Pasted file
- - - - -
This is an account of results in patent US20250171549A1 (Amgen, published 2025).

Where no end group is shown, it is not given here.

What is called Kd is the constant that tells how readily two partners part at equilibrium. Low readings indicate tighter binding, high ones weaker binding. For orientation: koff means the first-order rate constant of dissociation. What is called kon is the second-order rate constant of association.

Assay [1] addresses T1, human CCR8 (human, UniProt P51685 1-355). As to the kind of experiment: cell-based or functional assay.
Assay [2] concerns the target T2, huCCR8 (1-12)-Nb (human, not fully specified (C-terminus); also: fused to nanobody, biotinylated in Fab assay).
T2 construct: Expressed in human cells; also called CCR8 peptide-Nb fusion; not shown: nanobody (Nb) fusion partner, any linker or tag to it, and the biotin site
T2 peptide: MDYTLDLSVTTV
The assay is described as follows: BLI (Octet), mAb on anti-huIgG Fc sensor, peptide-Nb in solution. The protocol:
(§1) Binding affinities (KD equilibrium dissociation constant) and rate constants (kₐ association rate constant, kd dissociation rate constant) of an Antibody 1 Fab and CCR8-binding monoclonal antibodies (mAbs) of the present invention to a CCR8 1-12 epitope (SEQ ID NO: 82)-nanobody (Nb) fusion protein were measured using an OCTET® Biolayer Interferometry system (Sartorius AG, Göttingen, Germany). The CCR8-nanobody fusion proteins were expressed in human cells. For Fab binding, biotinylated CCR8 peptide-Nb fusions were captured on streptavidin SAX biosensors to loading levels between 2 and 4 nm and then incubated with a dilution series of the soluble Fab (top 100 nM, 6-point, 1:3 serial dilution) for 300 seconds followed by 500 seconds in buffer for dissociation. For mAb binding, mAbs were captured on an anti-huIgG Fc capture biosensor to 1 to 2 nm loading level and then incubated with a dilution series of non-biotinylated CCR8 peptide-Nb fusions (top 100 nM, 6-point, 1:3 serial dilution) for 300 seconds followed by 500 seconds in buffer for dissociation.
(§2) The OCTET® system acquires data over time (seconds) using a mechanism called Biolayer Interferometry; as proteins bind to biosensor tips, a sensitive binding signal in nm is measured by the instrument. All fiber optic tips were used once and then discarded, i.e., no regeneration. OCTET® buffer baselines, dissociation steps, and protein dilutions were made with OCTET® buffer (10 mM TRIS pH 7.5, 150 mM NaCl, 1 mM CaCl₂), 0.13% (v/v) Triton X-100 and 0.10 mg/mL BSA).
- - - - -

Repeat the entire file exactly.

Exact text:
This is an account of results in patent US20250171549A1 (Amgen, published 2025).

Where no end group is shown, it is not given here.

What is called Kd is the constant that tells how readily two partners part at equilibrium. Low readings indicate tighter binding, high ones weaker binding. For orientation: koff means the first-order rate constant of dissociation. What is called kon is the second-order rate constant of association.

Assay [1] addresses T1, human CCR8 (human, UniProt P51685 1-355). As to the kind of experiment: cell-based or functional assay.
Assay [2] concerns the target T2, huCCR8 (1-12)-Nb (human, not fully specified (C-terminus); also: fused to nanobody, biotinylated in Fab assay).
T2 construct: Expressed in human cells; also called CCR8 peptide-Nb fusion; not shown: nanobody (Nb) fusion partner, any linker or tag to it, and the biotin site
T2 peptide: MDYTLDLSVTTV
The assay is described as follows: BLI (Octet), mAb on anti-huIgG Fc sensor, peptide-Nb in solution. The protocol:
(§1) Binding affinities (KD equilibrium dissociation constant) and rate constants (kₐ association rate constant, kd dissociation rate constant) of an Antibody 1 Fab and CCR8-binding monoclonal antibodies (mAbs) of the present invention to a CCR8 1-12 epitope (SEQ ID NO: 82)-nanobody (Nb) fusion protein were measured using an OCTET® Biolayer Interferometry system (Sartorius AG, Göttingen, Germany). The CCR8-nanobody fusion proteins were expressed in human cells. For Fab binding, biotinylated CCR8 peptide-Nb fusions were captured on streptavidin SAX biosensors to loading levels between 2 and 4 nm and then incubated with a dilution series of the soluble Fab (top 100 nM, 6-point, 1:3 serial dilution) for 300 seconds followed by 500 seconds in buffer for dissociation. For mAb binding, mAbs were captured on an anti-huIgG Fc capture biosensor to 1 to 2 nm loading level and then incubated with a dilution series of non-biotinylated CCR8 peptide-Nb fusions (top 100 nM, 6-point, 1:3 serial dilution) for 300 seconds followed by 500 seconds in buffer for dissociation.
(§2) The OCTET® system acquires data over time (seconds) using a mechanism called Biolayer Interferometry; as proteins bind to biosensor tips, a sensitive binding signal in nm is measured by the instrument. All fiber optic tips were used once and then discarded, i.e., no regeneration. OCTET® buffer baselines, dissociation steps, and protein dilutions were made with OCTET® buffer (10 mM TRIS pH 7.5, 150 mM NaCl, 1 mM CaCl₂), 0.13% (v/v) Triton X-100 and 0.10 mg/mL BSA).